Yesterday’s Times article “Colleges Seek to Remake the Campus Tour” looks at how college admissions tours are shaking it up a bit. Many tour guides are ditching walking backwards and trading in dates and statistics for funny, shocking, or just plain strange anecdotes. This doesn’t seem all that revolutionary to me—I remember my college touring years, and most of my guides had caught on to the fact that to sell the school, you need to sell the stories. I mean, most high school students already get bombarded with admissions info by their mailman in the form of pamphlets and postcards from prospective schools. What really makes a school different to a teenager who probably doesn’t even know what he/she wants to pursue, let alone eat for breakfast? It’s that impossible-to-articulate good impression, not a 20 point lower SAT range or a 3% higher Asian-American population.
Yale’s tour guides are armed with stories to pump up the school’s quirk factor. I can tell you this as someone who has gone through tour guide training. A Yale tour guide will spend 5 minutes in front of a painting in the main library, pointing out communist symbols that the painter had added without Yale’s realization. And then another 10 minutes in the dining hall talking about Safety Dance, a big 80’s dance party that gives everyone the excuse to dress up in leggings and groove to Madonna, and then Halloween, a night where most students go to a midnight orchestra performance dressed as everything from Spider Man to Bill Clinton.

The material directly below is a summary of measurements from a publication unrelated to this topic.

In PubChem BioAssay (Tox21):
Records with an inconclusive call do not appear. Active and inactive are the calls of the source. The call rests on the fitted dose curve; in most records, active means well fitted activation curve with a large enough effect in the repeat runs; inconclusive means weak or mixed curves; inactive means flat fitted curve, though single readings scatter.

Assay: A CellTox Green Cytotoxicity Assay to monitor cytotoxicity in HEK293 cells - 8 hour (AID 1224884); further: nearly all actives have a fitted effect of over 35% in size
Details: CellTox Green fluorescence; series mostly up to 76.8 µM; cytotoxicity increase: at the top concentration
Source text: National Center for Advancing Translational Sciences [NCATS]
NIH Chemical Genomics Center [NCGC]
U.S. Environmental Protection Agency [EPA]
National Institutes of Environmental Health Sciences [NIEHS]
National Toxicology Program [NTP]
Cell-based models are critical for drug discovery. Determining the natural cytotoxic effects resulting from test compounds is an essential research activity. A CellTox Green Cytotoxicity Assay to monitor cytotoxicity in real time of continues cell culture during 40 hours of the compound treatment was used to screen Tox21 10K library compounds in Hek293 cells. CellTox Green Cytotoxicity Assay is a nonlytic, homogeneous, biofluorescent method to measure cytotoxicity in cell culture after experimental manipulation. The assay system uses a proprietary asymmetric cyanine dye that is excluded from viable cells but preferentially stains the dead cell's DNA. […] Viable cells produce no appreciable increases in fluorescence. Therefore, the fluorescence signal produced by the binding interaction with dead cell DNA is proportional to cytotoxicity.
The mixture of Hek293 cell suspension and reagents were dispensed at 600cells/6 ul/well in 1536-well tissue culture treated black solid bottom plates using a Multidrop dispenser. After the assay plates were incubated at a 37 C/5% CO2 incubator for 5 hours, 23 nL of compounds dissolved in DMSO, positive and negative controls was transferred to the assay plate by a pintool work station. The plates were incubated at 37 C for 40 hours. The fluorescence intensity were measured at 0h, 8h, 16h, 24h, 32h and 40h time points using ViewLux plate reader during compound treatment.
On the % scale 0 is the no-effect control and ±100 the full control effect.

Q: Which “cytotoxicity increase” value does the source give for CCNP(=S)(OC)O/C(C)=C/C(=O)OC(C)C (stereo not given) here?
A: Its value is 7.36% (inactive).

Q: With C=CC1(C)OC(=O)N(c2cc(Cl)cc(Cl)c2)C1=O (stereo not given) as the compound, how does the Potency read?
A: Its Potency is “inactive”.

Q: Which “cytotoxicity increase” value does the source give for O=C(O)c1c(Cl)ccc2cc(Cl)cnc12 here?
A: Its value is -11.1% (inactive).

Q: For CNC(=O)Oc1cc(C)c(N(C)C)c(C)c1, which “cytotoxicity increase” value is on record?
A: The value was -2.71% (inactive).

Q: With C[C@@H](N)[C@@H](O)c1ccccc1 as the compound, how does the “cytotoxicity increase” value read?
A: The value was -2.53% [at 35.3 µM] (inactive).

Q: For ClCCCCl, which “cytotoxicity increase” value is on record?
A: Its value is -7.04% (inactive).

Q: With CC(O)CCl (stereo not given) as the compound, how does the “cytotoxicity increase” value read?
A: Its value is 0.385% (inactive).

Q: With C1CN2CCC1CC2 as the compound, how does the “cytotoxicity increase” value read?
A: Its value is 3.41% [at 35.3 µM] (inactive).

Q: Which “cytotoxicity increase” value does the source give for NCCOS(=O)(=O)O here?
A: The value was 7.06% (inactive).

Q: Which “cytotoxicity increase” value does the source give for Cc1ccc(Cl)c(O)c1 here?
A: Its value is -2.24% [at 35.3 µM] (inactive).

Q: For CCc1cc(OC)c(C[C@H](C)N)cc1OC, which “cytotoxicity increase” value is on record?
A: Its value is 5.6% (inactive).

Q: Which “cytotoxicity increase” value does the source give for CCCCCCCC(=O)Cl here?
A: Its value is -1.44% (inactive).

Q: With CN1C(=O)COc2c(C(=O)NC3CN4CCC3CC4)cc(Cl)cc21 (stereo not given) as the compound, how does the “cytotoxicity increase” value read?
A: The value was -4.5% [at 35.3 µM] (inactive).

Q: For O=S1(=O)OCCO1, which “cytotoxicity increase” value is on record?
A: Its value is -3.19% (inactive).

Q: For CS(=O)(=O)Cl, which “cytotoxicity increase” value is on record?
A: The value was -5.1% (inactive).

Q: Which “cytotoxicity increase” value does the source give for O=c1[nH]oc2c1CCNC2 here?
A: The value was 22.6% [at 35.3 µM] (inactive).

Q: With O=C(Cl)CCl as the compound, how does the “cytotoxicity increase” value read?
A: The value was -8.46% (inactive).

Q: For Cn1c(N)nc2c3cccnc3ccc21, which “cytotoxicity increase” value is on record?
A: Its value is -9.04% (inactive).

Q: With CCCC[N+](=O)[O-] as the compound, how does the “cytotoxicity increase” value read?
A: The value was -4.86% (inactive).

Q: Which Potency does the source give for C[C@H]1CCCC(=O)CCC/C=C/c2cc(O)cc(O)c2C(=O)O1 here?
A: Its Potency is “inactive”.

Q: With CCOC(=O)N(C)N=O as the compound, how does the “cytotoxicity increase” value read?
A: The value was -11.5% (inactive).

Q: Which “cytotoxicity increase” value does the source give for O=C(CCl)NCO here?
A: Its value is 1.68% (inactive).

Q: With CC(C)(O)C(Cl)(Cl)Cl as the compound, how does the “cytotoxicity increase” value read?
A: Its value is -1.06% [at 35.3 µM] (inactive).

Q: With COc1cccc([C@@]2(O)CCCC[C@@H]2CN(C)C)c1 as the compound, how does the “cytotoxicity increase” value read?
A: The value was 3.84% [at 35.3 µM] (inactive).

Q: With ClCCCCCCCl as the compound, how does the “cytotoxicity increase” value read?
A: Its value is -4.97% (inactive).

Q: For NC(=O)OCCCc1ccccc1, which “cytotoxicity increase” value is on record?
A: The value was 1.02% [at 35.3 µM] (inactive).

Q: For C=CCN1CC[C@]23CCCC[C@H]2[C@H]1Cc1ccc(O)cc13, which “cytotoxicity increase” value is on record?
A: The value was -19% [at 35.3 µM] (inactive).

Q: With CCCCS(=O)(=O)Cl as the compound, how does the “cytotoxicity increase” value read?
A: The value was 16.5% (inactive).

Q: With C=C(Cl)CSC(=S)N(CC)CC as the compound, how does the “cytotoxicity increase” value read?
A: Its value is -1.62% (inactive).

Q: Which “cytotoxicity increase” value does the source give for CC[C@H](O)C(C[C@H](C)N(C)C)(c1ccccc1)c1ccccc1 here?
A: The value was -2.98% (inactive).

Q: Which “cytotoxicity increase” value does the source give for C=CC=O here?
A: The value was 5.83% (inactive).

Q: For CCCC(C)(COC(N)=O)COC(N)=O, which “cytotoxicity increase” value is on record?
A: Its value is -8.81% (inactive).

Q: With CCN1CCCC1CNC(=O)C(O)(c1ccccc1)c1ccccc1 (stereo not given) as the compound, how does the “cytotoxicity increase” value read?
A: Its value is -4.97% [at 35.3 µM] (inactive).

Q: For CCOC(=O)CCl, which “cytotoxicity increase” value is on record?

And of course, tall tales to be told about Yale’s history. I’m sure most colleges fudge some of their stories a bit. I mean, would someone really fact check? Most people on college tours are worrying about sending out AP scores and writing a killer essay. Well, the Yale Daily News checked out some of the tales, and here’s what they found.
I think exaggerations or white lies aren’t always a bad thing. I think most high schoolers appreciate tours that keep their attention, especially when it’s their spring break and it’s raining and they’ve seen 10 colleges in 5 days. And I think that college tours make the largely arbitrary decision of deciding where to go to college seem a little less arbitrary.